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Pancreatitis Issues

Full Title: Pancreatitis Issues

Author: Marlene Watts

Date of Publication: January 1, 2017

PDF: http://petmassage.com/wp-content/uploads/Panceatitis-Issues-by-Marlene-Watts-2016-10-21.pdf

Research Paper Text:

As part of the endocrine and digestive system, not only does the canine pancreas produce the enzymes that digest food but it also produces insulin. When there is inflammation of the pancreas, called pancreatitis, the entire digestive system can be disrupted; throwing-off the dog’s metabolism, causing diabetes and in severe cases, lead to death of the canine.

The Normal Digestion Process:

It’s time for dinner. Your dog dances with anticipation while drool forms a tiny puddle of saliva onto the floor. He gobbles it up, some getting chewed, some being swallowed whole. Unlike his pet parent, your dog’s mouth is designed to tear off large pieces of food, chew it and swallow it quickly, with saliva not playing a pivotal role in canine digestion.

The food moves down his esophagus into the stomach where it is broke down even more, or for that portion swallowed whole, it starts its breakdown process. Enzymes start getting added in the stomach, breaking down the food into its dietary nutrients. The smaller pieces begin their trek into the small intestine for additional breakdown and absorption of the nutrients, eventually passing into the large intestine and ending up as waste in your back yard.

The Normal Pancreas:

The pancreas is a pink glandular-type organ near the stomach and duodenum (the first of three sections of the small intestine). It adds more digestive enzymes as the food passes from the stomach to the duodenum in order to break down starches and continue the breakdown of protein. It also secretes insulin and glucagon (to regulate sugar metabolism).

Pancreatitis:

Inflammation of the pancreas can cause the digestive enzymes to be released outside of the pancreas/digestive system partnership and into other organs and tissues. These enzymes begin to complete their mission of breaking down fat and protein even though they are no longer within the digestive system. In short, the body begins to digest itself. If the pancreas’ ability to produce insulin is affected, diabetes mellitus (commonly called type I or type II in pet parents) can occur.

The cause of canine pancreatitis is usually not identified however a few links have been attributed to traumas, drug interactions and tumors. Symptoms may include but are not limited to loss of appetite, vomiting, diarrhea and fever. Your veterinarian can use several methods for diagnosing pancreatitis including blood work and ultrasounds.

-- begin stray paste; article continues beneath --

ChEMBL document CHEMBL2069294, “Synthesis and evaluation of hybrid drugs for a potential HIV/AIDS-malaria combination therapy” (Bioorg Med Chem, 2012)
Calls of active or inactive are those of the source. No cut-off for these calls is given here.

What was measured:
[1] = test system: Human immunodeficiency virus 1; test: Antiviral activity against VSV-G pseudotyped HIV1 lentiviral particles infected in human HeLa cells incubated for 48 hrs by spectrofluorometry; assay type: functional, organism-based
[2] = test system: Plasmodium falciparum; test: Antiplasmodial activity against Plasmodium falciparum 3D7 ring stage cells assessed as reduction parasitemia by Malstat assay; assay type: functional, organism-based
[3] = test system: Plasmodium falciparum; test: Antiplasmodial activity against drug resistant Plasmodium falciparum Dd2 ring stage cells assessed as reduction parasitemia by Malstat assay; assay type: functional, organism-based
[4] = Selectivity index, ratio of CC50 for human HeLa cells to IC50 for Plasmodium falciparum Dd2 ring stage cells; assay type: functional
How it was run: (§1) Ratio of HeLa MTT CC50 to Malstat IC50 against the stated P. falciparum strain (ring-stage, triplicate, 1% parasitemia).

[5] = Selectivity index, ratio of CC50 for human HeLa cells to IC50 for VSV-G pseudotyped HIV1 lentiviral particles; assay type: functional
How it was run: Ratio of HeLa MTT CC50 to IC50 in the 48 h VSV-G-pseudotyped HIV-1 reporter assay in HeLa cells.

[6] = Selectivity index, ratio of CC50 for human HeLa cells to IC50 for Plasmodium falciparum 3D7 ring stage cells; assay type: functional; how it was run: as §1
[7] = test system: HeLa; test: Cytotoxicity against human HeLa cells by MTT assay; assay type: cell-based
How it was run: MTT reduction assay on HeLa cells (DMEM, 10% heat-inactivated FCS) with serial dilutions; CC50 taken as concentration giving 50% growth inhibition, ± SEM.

Traditional and “Western Medicine” Treatments:

Traditional treatments included 2-3 days of no food or water supplemented by IV fluids. More recent treatments include reduced fat diets with plenty of hydration whether by water intake or IV. Antibiotics are occasionally prescribed. Anti-vomiting and pain meds may reduce symptoms. Electrolytes and potassium supplements may also be given.

Eastern and Homeopathic Treatments:

Other treatments range from liver-supporting and anti-inflammatory herbs and homeopathic medicines such as veratrum album for diarrhea and vomiting to acupuncture. Acupuncture on Liver 3 (LR-3) for endocrine concerns and Stomach 36 (ST-36) for abdominal discomfort may assist with reducing symptoms.
One could theorize that by applying Pet Massage techniques along LR-3 (midway along the groove between the 2nd and 3rd metatarsal bones above the crease of the toes) and along ST-36 (below the knee in the cranial tibialis muscle) could also enhance the wellness of the dog.

References:

  1. VeterinaryPartner.com http://www.veterinarypartner.com/Content.plx?P=A&S=0&C=0&A=2214
  2. PetMD.com http://www.petmd.com/dog/conditions/endocrine/c_multi_pancreatitis
  3. VetInfo.com https://www.vetinfo.com/dog-digestive-system.html
  4. Jim Carlson, DVM, CVA, CVSMT

    Dr. Jim Carlson is a 1993 graduate of The Ohio State University College of Veterinary Medicine. He began his veterinary career doing mostly western, or conventional, medicine. As with many veterinarians, Dr. Carlson became dissatisfied with the responses he would get from the allopathic approach.

    Slowly Dr. Carlson began to integrate other types of treatments, such as nutritional medicine, using products like glandulars and whole body supplements from Standard Process. He began practicing traditional homeopathy, and in 2003 added homotoxicology to his repertoire. In 2004 Dr. Carlson attended the Chi Institute to be trained in Traditional Chinese Medicine and Acupuncture, and has been certified since 2005. In 2006, Dr. Carlson became certified by The Healing Oasis Wellness Center, and by the American Veterinary Chiropractic Association in Veterinary Spinal Manipulative Therapy, what we can call veterinary chiropractic in Ohio, since 2007.

    Dr. Carlson is a referral veterinarian for The Ohio State University College of Veterinary Medicine and Medvet for acupuncture. By using an integrated approach of combining these alternative approaches with conventional medical treatments, he and his team at Lifetime Pet Wellness are able to provide some of the best medical plans possible for your pet. Dr. Carlson has been featured in Hobby Farm Magazine, This Week community papers, and the Columbus Dispatch.

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